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  • differential trends in cigarette smoking in the usa is Menthol slowing progress
    Tobacco Control, 2015
    Co-Authors: Gary A Giovino, David B Abrams, Andrea C Villanti, Donna Vallone, Paul Mowery, Varadan Sevilimedu, Raymond Niaura

    Abstract:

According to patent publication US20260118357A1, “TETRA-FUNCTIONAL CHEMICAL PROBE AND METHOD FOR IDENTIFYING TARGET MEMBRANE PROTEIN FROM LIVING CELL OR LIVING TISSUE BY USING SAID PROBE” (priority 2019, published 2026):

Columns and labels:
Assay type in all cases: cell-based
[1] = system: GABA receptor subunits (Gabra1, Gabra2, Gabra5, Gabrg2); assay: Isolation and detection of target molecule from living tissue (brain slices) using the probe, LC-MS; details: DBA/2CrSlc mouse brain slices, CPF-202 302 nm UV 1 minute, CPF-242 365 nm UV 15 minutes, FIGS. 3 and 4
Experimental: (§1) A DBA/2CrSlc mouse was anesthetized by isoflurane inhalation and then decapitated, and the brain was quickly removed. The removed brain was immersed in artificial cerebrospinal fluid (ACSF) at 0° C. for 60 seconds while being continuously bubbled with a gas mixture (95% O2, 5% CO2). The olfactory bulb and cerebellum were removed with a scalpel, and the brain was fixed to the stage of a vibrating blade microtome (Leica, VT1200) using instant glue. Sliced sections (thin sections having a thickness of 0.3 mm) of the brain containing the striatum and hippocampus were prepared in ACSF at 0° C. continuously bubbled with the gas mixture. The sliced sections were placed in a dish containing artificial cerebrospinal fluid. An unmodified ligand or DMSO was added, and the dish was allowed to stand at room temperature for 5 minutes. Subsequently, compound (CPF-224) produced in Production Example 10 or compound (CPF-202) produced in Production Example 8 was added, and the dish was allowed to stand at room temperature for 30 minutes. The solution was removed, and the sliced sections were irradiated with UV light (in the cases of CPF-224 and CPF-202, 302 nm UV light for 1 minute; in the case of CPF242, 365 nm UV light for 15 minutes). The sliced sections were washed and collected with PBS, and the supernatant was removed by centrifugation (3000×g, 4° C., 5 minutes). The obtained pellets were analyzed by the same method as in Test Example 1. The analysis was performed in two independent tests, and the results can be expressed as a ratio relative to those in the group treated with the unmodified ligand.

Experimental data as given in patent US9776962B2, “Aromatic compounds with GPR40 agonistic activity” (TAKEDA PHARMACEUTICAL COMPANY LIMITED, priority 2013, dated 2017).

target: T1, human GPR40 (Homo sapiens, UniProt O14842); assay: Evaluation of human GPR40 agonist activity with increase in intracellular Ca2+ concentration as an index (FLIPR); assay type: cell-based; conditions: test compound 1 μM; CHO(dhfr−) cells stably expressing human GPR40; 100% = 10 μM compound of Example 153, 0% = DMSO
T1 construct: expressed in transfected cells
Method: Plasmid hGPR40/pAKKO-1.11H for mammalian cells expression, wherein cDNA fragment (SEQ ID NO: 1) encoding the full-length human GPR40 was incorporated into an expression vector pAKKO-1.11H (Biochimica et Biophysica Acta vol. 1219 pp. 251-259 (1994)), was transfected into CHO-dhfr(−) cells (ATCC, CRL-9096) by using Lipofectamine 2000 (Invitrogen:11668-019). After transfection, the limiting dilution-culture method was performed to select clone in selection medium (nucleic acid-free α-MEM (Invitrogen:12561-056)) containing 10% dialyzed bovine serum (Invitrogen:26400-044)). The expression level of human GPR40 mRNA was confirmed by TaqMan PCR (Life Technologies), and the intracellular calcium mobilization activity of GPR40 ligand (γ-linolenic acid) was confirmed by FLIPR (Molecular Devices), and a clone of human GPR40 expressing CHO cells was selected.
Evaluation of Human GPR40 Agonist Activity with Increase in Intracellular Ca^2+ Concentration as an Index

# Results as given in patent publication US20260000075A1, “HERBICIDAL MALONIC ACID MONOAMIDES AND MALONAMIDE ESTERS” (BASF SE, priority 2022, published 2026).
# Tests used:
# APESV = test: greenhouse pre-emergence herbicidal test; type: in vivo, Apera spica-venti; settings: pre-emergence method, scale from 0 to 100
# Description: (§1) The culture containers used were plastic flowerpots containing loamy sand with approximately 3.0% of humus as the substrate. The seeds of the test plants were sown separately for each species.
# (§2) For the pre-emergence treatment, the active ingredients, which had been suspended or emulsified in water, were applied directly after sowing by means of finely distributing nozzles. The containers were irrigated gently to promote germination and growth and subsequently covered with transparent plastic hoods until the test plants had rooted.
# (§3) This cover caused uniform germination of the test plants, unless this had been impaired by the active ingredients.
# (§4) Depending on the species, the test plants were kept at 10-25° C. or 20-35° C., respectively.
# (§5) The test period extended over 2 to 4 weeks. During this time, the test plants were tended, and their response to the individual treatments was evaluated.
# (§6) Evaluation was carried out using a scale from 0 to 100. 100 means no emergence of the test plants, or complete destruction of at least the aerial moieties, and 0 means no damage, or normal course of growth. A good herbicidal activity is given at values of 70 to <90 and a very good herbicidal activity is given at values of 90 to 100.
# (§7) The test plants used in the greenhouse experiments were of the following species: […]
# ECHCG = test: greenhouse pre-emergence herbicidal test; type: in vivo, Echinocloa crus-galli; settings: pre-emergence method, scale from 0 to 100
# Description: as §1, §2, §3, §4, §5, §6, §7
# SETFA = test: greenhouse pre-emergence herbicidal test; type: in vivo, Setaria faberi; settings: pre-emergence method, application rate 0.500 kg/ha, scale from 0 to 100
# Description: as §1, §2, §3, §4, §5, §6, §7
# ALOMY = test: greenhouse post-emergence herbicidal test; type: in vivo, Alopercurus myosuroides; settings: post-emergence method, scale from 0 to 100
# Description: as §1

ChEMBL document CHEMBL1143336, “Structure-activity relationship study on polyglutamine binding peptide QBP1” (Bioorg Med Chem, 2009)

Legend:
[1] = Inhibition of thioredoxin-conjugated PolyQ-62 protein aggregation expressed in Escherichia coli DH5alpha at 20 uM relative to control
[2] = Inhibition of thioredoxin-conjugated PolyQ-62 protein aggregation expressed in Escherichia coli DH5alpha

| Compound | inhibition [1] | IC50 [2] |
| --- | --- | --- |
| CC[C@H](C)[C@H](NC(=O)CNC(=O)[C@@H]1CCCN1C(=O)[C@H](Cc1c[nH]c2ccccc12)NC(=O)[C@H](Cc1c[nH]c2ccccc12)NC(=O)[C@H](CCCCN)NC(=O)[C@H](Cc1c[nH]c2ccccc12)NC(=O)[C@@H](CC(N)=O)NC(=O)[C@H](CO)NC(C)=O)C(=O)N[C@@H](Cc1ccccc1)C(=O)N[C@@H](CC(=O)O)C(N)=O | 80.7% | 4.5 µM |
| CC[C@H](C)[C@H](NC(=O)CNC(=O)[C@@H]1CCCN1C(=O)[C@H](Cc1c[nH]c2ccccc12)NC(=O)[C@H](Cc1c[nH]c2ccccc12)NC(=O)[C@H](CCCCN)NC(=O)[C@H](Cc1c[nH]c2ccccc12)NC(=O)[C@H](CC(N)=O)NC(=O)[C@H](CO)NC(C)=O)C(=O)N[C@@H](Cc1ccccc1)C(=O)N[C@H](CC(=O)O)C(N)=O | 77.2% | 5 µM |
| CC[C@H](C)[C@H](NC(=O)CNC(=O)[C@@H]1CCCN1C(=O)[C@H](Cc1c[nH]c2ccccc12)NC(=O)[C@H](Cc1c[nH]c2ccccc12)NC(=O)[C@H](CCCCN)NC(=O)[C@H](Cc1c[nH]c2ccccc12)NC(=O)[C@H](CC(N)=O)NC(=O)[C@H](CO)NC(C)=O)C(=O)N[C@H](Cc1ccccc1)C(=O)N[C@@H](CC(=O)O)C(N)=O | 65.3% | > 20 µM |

Introduction Mentholated cigarettes are at least as dangerous to an individual9s health as non-Mentholated varieties. The addition of Menthol to cigarettes reduces perceived harshness of smoke, which can facilitate initiation. Here, we examine correlates of Menthol use, national trends in smoking Menthol and non-Menthol cigarettes, and brand preferences over time. Methods We estimated Menthol cigarette use during 2004–2010 using annual data on persons ≥12 years old from the National Surveys on Drug Use and Health. We adjusted self-reported Menthol status for selected brands that were either exclusively Menthol or non-Menthol, based on sales data. Data were weighted to provide national estimates. Results Among cigarette smokers, Menthol cigarette use was more common among 12–17 year olds (56.7%) and 18–25 year olds (45.0%) than among older persons (range 30.5% to 34.7%). In a multivariable analysis, Menthol use was associated with being younger, female and of non-Caucasian race/ethnicity. Among all adolescents, the percentage who smoked non-Menthol cigarettes decreased from 2004–2010, while Menthol smoking rates remained constant; among all young adults, the percentage who smoked non-Menthol cigarettes also declined, while Menthol smoking rates increased. The use of Camel Menthol and Marlboro Menthol increased among adolescent and young adult smokers, particularly non-Hispanic Caucasians, during the study period. Conclusions Young people are heavy consumers of Mentholated cigarettes. Progress in reducing youth smoking has likely been attenuated by the sale and marketing of Mentholated cigarettes, including emerging varieties of established youth brands. This study should inform the Food and Drug Administration regarding the potential public health impact of a Menthol ban.